Research to Practice Summaries
This clearinghouse of research related summaries aims to help practitioners quickly and easily translate research into practice. Check back often for more updates! Follow us on Twitter (@stemefg) to get notifications of new posts!
Sonnert and Sadler (School Science and Mathematics, March 2013, Vol. 113(3), pp. 135-143) investigated the role that gender played in students' participation, choice of scientific field, and award of prizes in the 2009 Massachusetts State Science and Engineering Fair. They found that girls and boys were equally like to receive an award. Females made up 62% of all participants, though they were more likely to enter projects in biology or earth, space, or environmental sciences. Males were more heavily represented in engineering. For girls, the gender of an inspiring teacher did not impact their likelihood of winning an award.
McCulloch, Keene, and Kenney (School Science and Mathematics, April 2013, Vol. 113(4), pp. 201-210) show that when faced with a disagreement between a graphing calculator produced solution and a solution created by hand, that over half of the students choose the graphing calculator situation. This finding was attributed to students' lack of confidence in the mathematical abilities and/or their overconfidence in the 'infallibility of the graphing calculator'. These finds are consistent with earlier findings indicating the students' view of the graphing calculator as the 'master'. Teachers must be aware of this issue of mathematical authority and deal with it proactively in their classrooms.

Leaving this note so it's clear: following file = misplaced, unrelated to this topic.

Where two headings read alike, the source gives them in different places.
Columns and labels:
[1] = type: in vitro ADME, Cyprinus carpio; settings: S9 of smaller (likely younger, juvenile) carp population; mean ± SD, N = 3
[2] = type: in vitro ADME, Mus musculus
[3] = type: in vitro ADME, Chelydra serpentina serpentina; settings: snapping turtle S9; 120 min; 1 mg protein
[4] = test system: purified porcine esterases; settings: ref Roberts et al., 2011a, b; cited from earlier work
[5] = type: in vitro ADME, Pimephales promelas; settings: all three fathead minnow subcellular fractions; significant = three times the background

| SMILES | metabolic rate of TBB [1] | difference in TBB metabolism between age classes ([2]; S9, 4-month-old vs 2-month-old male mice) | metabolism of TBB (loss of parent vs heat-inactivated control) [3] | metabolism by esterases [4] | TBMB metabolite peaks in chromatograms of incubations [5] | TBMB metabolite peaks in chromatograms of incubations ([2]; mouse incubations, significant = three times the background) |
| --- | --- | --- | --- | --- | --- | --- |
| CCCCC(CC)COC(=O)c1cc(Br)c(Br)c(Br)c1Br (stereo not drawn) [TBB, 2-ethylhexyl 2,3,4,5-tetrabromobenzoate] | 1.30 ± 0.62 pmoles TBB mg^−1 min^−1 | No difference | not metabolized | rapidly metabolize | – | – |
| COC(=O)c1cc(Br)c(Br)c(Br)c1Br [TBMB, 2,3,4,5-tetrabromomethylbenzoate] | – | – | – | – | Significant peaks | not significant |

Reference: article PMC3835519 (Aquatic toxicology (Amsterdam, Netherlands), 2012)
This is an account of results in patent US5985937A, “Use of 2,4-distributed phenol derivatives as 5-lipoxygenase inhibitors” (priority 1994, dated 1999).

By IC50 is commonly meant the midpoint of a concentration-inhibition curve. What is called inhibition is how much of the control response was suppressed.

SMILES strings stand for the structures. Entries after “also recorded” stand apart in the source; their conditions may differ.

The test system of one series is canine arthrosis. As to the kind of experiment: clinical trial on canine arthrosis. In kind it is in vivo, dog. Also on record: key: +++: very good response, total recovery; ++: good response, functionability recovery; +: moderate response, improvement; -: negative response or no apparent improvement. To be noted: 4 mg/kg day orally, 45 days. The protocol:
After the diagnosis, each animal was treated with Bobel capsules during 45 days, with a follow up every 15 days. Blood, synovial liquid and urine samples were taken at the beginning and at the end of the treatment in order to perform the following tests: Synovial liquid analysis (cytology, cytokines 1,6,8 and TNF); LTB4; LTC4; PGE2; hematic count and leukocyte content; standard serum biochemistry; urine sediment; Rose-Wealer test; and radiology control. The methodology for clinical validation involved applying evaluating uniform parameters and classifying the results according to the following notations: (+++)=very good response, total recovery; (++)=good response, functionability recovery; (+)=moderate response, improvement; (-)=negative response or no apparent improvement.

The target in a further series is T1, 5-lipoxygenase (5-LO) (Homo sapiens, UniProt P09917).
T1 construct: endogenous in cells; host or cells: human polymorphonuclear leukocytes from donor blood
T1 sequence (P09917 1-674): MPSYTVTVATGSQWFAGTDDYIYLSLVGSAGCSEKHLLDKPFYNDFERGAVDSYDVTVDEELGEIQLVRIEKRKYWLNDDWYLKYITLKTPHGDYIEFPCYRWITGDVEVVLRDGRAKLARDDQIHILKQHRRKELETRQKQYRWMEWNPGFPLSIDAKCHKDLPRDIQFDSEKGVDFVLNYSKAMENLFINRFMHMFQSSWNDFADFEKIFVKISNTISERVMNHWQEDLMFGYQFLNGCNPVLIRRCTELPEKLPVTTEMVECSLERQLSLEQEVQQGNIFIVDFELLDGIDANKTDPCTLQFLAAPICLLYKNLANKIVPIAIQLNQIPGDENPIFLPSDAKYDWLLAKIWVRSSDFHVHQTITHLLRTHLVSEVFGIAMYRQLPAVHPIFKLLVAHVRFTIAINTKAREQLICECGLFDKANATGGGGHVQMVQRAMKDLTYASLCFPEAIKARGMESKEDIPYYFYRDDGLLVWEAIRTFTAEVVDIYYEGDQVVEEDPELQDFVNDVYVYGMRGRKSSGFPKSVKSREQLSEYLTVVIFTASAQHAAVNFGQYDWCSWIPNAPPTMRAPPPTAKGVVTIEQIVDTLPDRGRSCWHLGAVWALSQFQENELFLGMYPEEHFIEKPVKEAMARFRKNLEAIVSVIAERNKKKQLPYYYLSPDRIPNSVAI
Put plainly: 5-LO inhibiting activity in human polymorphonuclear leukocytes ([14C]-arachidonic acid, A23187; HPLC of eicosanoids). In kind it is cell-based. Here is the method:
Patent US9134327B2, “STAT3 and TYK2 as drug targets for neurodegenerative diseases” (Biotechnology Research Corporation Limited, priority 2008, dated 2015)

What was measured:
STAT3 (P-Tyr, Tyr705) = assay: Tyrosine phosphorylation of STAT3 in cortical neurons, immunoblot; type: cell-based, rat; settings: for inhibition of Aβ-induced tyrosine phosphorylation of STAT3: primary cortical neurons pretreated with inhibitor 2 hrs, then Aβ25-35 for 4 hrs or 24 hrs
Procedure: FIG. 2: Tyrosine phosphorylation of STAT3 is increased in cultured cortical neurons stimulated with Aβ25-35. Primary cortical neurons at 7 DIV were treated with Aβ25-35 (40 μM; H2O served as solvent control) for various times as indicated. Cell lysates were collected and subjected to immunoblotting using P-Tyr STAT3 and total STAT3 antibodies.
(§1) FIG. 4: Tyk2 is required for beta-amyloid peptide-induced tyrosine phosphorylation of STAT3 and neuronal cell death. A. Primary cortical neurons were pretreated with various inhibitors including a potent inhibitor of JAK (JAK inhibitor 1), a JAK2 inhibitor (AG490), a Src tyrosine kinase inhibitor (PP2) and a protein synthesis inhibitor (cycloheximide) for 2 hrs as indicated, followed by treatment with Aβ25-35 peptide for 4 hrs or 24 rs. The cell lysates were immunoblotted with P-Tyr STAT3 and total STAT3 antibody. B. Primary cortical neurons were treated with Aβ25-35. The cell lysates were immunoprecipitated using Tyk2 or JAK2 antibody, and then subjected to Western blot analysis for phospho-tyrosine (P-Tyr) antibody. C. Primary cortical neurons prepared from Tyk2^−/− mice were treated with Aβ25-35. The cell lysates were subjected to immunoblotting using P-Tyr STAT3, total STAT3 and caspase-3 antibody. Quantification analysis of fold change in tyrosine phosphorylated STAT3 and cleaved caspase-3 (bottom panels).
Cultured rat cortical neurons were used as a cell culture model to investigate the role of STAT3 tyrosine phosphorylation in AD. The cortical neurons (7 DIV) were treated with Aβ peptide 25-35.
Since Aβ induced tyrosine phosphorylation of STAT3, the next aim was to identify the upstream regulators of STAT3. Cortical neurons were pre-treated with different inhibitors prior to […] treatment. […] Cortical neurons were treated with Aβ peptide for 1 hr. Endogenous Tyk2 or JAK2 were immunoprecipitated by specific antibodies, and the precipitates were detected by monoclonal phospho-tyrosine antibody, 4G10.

Drexler, P. (Wall Street Journal, March 2-3, 2013) shows that 80% of bullying by female bosses is directed at other women through the "Queen Bee Syndrome", a term coined in the 1970s, that refers to women who achieved success in male-dominated environments were at times likely to oppose the rise of other women. Drexler writes, "Until top leadership positions are as routinely available to women as they are to men, freezing out the competitions will remain a viable survival strategy." This research points to the need for further educating girls and young women about this syndrome and how and why to combat it.
Min, et. al, (Journal of Engineering Education, April 2011, Vol. 100, pp.349-373) show that females have a higher risk of leaving engineering in semesters 3 through 5 than males, while the risk is similar in other semesters. This result implies that university programs and K-12 alumna programs should be sure to support women in these years in particular, not just during the first year.
Fantz, et. al, (Journal of Engineering Education, July 2011, Vol. 100, pp.604-623) found that students who participated in a technology education classes and pre-engineering classes had a significantly higher level of self-efficacy. Higher self efficacy leads to better performance and persistence in engineering. Gender effects were not analyzed in this study. Could this result be motivation to offer more semester- and year-long courses in technology and engineering at the K-12 level?
Zeldin and Pajares (American Educational Research Journal, Spring 2000, Vol. 37, pp. 215-246) found that females develop their self-efficacy in mathematics, science, and technology from verbal persuasions and vicarious experiences. How do we use this finding to support our females? Help girls to have vicarious experiences in your classroom!